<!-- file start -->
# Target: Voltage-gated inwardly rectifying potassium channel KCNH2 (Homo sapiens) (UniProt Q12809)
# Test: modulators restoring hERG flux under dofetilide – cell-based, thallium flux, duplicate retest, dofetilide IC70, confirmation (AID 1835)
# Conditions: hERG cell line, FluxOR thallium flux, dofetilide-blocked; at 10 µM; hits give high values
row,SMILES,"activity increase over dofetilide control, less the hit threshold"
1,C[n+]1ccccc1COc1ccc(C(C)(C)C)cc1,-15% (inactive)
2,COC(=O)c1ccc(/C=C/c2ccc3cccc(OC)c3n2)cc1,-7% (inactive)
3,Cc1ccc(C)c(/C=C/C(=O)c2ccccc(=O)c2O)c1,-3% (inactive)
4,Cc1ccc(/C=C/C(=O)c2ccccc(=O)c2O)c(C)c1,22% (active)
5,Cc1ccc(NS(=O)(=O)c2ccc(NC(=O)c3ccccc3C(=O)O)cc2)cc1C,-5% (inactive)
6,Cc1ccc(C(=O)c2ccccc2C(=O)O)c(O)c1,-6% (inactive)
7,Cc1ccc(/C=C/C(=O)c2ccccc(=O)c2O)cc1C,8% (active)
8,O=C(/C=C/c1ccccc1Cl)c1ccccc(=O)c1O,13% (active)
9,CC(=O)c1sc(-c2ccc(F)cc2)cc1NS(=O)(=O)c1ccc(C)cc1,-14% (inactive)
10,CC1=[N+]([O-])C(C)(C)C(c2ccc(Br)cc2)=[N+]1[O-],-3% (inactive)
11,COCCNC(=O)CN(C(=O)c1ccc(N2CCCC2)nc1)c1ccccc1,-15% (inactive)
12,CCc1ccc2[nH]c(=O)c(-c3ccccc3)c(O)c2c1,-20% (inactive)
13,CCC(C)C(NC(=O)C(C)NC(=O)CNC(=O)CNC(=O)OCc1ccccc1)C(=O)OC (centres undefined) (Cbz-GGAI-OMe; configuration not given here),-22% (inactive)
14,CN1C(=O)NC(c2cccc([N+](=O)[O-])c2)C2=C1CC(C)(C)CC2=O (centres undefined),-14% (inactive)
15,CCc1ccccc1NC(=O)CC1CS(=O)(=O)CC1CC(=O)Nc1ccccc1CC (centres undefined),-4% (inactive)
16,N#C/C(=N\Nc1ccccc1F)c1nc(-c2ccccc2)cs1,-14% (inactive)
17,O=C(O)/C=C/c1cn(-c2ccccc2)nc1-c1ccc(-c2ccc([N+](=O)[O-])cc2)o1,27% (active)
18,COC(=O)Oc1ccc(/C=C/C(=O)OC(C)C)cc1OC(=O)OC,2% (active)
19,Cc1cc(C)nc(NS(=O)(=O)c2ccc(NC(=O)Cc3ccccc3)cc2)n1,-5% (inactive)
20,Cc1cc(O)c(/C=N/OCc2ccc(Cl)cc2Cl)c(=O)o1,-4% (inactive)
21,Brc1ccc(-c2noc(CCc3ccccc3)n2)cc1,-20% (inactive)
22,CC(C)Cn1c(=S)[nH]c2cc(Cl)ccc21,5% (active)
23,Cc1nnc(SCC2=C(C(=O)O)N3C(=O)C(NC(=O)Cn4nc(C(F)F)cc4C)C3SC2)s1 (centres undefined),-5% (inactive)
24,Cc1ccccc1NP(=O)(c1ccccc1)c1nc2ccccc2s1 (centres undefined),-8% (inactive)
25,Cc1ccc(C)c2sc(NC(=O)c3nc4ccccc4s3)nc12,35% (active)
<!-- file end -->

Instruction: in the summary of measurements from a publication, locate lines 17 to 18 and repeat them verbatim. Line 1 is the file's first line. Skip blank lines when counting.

13,CCC(C)C(NC(=O)C(C)NC(=O)CNC(=O)CNC(=O)OCc1ccccc1)C(=O)OC (centres undefined) (Cbz-GGAI-OMe; configuration not given here),-22% (inactive)
14,CN1C(=O)NC(c2cccc([N+](=O)[O-])c2)C2=C1CC(C)(C)CC2=O (centres undefined),-14% (inactive)